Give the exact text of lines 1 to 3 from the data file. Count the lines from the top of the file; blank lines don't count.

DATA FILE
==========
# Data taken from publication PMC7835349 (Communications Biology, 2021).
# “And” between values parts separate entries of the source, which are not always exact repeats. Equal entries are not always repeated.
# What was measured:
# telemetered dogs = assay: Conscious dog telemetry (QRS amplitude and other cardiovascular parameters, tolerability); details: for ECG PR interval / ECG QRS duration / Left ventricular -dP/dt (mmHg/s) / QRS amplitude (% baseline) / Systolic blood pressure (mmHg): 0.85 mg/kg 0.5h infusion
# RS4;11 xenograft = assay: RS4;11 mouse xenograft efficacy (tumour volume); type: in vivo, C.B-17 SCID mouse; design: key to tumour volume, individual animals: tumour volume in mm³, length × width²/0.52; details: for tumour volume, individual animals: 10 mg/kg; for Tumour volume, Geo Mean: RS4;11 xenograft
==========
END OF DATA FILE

# Data taken from publication PMC7835349 (Communications Biology, 2021).
# “And” between values parts separate entries of the source, which are not always exact repeats. Equal entries are not always repeated.
# What was measured: